How to cook: Chicken teriyaki

When you discover what’s in a bottle of teriyaki sauce, you will wonder why you have been buying bottles and bottles of the stuff when it’s so easy to prepare it at home. Mirin, sake, soy sauce and, optionally, honey. I like to add a bit of ginger but it’s not really a must. In fact, the traditional Japanese teriyaki recipe does not include ginger at all. You mix the ingredients for the sauce, marinate the boneless chicken in it and then you grill the chicken. That’s it, in a nutshell. Of course, if you want to make sure that your chicken teriyaki is not so-so, you will have to pay attention to the small details that make all the difference.

1) Try to use chicken thigh or leg fillets rather than chicken breast fillets. Skin on.

2) Use light soy sauce. I use Kikkoman but if you have access to more brands, you can always try something else. There might be something better than Kikkoman. The local soy sauce brands like Silver Swan and Datu Puti fall under dark soy sauce. They give the chicken a dark rather than a reddish-gold color.

3) You can’t dispense with the marinating part. You have to give the chicken enough time to absorb the flavors in the marinade.


  • 300 grams of chicken fillets, preferably thighs or legs, skin on
  • 1/4 c. of light soy sauce
  • 1/4 c. of mirin (sweet rice wine)
  • 1/4 c. of sake
  • 1 tbsp. of honey, optional
  • 1/2 tsp. of grated fresh ginger, optional
  • finely sliced onion leaves, to garnish


  1. Place the uncut chicken fillets in a bowl. Add in the soy sauce, mirin, sake and, if using, honey and ginger. Mix well. Cover and let sit in the fridge for several hours or, preferably, overnight.
  2. Pour in the reserved marinade into a small pan. Boil gently for about five minutes or just until thickened. Set aside.
  3. Heat up the grill (or grill on the stove top with a cast iron skillet). Drain the chicken fillets, reserving the marinade. Lay the chicken fillets on the grill (or skillet), skin side down, and cook over high heat until the skins are brown and start to turn crisp.
  4. Flip them over, lower the heat to medium and continue cooking for a few minutes until the opposite is browned and the meat is done.
  5. Transfer the cooked chicken to a chopping board. Chop into strips about half an inch wide (or not if you prefer to serve them whole). Arrange on a plate. Spoon the sauce over the chicken. Sprinkle with onion leaves before serving.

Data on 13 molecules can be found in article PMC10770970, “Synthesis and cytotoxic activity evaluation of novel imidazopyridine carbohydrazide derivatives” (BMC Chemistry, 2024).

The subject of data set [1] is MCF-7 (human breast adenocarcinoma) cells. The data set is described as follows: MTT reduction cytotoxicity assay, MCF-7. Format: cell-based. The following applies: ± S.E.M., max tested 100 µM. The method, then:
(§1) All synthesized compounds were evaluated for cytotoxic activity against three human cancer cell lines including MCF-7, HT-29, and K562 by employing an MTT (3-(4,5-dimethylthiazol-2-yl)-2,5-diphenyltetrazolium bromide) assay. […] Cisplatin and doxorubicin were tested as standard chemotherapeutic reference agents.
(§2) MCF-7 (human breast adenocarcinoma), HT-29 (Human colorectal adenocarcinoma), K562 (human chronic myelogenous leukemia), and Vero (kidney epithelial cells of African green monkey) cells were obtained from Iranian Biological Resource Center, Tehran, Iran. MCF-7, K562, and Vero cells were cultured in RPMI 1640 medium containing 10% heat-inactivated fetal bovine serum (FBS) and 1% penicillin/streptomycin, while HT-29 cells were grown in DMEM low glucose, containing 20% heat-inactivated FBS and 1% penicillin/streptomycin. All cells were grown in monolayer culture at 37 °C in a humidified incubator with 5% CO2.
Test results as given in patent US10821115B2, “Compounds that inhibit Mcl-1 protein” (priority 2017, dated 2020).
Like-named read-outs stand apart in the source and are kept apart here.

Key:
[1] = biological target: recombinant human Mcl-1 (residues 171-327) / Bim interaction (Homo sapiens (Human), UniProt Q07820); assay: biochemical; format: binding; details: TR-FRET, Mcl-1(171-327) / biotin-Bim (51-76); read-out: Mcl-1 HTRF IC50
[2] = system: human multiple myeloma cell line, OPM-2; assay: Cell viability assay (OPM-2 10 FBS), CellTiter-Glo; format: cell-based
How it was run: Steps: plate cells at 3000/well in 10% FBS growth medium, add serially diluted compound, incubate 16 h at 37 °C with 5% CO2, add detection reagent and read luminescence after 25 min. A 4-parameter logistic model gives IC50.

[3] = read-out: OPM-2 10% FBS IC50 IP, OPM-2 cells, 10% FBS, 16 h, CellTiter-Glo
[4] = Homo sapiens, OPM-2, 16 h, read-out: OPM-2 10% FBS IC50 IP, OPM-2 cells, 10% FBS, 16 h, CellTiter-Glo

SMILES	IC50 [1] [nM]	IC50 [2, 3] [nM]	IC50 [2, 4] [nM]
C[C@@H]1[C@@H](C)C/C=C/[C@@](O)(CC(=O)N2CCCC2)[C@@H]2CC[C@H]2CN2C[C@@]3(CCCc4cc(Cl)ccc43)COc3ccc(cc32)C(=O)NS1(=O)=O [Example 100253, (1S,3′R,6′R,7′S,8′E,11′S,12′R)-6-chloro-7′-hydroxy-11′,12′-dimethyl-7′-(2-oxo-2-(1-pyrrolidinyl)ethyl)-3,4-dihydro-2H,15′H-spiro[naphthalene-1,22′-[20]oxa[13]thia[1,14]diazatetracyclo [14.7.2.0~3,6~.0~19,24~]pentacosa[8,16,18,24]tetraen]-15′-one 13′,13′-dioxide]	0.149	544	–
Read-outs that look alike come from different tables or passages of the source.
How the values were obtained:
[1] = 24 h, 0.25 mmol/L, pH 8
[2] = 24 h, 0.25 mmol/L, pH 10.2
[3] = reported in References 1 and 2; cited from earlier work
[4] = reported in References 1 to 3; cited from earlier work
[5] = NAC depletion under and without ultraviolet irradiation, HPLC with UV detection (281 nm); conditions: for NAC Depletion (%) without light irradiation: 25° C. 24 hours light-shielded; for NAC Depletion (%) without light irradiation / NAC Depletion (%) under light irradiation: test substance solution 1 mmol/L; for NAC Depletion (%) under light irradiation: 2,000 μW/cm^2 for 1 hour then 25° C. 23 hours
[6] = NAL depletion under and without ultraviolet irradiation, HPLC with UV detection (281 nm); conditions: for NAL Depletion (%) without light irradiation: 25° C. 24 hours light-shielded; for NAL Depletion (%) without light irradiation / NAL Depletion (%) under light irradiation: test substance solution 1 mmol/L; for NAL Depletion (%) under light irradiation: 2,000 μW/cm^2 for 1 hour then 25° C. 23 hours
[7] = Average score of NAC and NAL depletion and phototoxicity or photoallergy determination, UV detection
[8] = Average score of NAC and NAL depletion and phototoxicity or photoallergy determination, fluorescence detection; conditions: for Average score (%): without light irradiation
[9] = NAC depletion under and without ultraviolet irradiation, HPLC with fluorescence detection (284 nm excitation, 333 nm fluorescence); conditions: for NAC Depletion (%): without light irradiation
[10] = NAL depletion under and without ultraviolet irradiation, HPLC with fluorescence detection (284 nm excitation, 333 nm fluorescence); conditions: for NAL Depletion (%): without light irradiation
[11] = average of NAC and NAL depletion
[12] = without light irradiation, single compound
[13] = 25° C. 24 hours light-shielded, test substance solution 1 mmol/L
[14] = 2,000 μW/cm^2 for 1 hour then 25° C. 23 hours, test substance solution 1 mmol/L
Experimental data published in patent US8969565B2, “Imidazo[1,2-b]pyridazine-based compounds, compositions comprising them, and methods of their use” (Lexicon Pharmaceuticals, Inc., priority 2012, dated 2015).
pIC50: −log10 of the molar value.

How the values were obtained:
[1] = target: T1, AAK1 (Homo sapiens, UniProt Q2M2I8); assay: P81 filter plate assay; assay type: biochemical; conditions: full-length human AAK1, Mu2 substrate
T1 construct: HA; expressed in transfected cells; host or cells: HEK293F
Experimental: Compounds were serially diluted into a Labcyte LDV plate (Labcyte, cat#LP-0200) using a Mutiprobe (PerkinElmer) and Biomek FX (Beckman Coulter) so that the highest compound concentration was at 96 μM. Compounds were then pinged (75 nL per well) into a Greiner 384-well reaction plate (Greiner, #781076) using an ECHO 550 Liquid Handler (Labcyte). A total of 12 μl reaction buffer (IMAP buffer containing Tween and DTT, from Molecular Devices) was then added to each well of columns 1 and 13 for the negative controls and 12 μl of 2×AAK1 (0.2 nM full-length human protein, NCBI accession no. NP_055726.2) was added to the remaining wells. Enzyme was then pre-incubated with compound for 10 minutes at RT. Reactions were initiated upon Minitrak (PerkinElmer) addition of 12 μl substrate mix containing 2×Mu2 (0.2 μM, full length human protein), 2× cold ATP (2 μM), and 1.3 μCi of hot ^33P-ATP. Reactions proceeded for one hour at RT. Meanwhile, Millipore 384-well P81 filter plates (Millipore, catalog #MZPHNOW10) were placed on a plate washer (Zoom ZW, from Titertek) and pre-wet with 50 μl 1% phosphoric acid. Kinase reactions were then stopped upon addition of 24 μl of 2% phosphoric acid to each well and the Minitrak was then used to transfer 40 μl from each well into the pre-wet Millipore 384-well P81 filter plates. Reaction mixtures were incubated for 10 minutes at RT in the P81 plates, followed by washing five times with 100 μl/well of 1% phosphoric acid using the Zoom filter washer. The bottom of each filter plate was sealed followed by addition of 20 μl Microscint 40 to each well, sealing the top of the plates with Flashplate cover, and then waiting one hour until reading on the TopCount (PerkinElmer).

Chicken teriyaki

Preparation time: 10 minute(s)

Cooking time: 10 minute(s)

Number of servings (yield): 4

*Originally published in June 10, 2007; updated on July 24, 2012

  • dhay

    ms connie,
    i don’t remember making a terriyaki dish as yet? Oh my, where have i been? hehhe..I do chicken and beef stir fries, but i haven’t tried terriyaki yet. i’ll let u know the outcome..

    oh by the way, my parents wedding anniv is this suday and im making a few dish, one of them is “baked macaroni”, we’ll see what they’ll say about it! as far as the one’s who tried it already, they loved it, let’s see what will the other guests say.. i hope they will not dissappoint me and you! :)

  • Connie

    eiram, use as little cooking oil as possible (non-stick pans are recommended). if the sauce didn’t thicken, it means cook the chicken longer. you turn off the stove just before the sugar starts to burn.

    • eiram


      • sharon

        Hi! I would love to try your teriyaki recipe since my kids love to have it every time we eat out.

        Since I need to feed a lot of people at home, I don’t 300 grams of chicken fillet would be enough. If I need to up the chicken, how much more of the other ingredients should i add? Is it correct to double the soy sauce, mirin, sake, and sugar if i would be marinating 600 grams of chicken fillet?

        Thanks very much!

        • Connie

          sharon, yes.

          • Guada

            Hi, how can i make mine like those in Sushiya, they are crispy and the sauce is thick. I did try to this recipe and it didn’t crisp, I tried to fry it longer kaya lang umitim. I still couldn’t perfrct it but the tase is okay na.

          • Asa

            Hi Connie,

            Doe 1/4 c. mean a quarter of a cup?


          • Connie


          • CJ

            Hi Ms Connie,

            Good Day!

            I am very eager to try this recipe you posted but I am having problems with Mirin. I saw some Mirin’s in a Supermarket but they are labeled as “hon mirin”. Is that okay? I didn’t buy it yet because according to some sites, hon mirin has a higher alcohol content than shin.